ay the joy and hope of Christmas linger with you through the New Year.
Indeed, when things go awry during the coming year, it is the promise of Christmas that can see us through.
Let us hope that our state and legislative leaders will keep the promises of government to see us through the next year.
I left my writing job at Ole Miss 41 years ago this week to become an active “good government” Republican as the first worker in Gil Carmichael’s 1975 race for governor. My thought was that “good leaders” were visionaries able to take on tough, sometimes unpopular, challenges to make government keep its promises in a more efficient and effective manner.
What are the promises of our state government?
Public safety, safe and adequate public schools, safe and functioning public infrastructure (roads, bridges, levees, etc.), and rational regulations are high on the list. We face challenges in all these areas, but I’ll focus on three.
Well operated and secure prisons are a key part of our public safety operations. Corrections Commissioner Marshall Fisher is a determined, visionary public safety officer trying to overcome scandals and lawsuits to make our prison system efficient and effective. He has made it clear that a better trained, better paid prison workforce is absolutely essential to improving prison operations. The Legislature gave him the means to realign his workforce, but not to provide a “livable wage” to the qualified workers he needs to hire and retain. A 47% turnover rate and 21% vacancy rate should be all the evidence needed for good leaders to support his efforts.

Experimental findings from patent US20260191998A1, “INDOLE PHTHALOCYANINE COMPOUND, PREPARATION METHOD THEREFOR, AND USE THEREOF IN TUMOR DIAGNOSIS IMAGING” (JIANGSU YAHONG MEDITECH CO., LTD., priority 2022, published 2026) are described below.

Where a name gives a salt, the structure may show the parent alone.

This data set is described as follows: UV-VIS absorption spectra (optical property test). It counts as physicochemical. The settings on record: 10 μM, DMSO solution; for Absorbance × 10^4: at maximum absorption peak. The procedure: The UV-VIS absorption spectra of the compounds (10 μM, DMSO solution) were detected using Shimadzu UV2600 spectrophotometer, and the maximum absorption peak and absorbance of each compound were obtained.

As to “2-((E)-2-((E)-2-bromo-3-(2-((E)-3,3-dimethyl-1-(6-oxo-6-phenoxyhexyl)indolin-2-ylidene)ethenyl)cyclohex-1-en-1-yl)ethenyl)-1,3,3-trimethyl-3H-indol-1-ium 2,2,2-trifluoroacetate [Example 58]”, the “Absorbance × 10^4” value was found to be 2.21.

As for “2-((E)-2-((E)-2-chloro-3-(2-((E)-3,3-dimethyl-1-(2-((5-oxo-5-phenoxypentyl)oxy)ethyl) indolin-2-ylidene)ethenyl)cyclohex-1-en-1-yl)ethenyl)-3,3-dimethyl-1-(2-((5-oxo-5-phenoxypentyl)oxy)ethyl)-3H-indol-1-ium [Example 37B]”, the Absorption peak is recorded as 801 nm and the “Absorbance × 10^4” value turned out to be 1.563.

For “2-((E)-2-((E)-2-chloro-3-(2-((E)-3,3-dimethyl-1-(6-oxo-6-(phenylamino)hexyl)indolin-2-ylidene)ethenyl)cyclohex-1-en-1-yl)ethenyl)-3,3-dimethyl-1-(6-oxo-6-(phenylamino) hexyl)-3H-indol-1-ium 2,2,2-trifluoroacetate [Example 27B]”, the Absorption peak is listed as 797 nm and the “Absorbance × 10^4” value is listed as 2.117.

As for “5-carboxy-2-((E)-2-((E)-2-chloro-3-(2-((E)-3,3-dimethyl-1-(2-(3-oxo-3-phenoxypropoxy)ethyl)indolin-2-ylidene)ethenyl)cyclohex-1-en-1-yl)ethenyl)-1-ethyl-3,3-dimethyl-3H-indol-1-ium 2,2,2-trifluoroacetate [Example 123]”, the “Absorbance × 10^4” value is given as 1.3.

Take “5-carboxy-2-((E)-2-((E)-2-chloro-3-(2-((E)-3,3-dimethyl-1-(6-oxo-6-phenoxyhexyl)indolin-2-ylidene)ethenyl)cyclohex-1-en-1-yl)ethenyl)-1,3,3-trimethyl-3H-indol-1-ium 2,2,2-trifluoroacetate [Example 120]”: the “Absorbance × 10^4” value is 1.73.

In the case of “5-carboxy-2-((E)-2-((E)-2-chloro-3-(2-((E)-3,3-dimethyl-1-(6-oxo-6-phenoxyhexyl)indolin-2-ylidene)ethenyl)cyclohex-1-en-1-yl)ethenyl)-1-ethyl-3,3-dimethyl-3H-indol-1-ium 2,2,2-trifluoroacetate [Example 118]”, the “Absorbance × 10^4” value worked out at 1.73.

Safe roads and bridges are not only important for our driving pleasure but also for economic development, whether it be tourism or industrial recruitment and retention. Ample evidence has been accumulated over the past decade and presented to state leaders that our roads and bridges are deteriorating faster than our Department of Transportation can fix them. The issue is one of resources. The department cannot spend money on maintenance that it doesn’t have. The business-led Mississippi Economic Council has recommended a solution to this crisis (yes it’s a crisis). But it will require good leaders willing to take the unpopular action of raising user-based fuel taxes.
State regulations aligned with federal regulations require Mississippi hospitals to serve everyone who shows up at their emergency rooms, whether they can pay or not. In Mississippi, the number who can pay little or nothing is considerable. Before Obamacare, the state was able to leverage federal funds to provide hospitals with significant reimbursements for this mandated uncompensated care. Now, those funds are drying up, putting more and more hospitals in financial distress. Government requiring free service and not paying for it is not rational, nor is it good government. Good leaders would find a way to fix this before we lose more hospitals.
Our New Year resolutions should include supporting good leaders willing to keep the promises of government.
» Bill Crawford is a syndicated columnist from Meridian (firstname.lastname@example.org)
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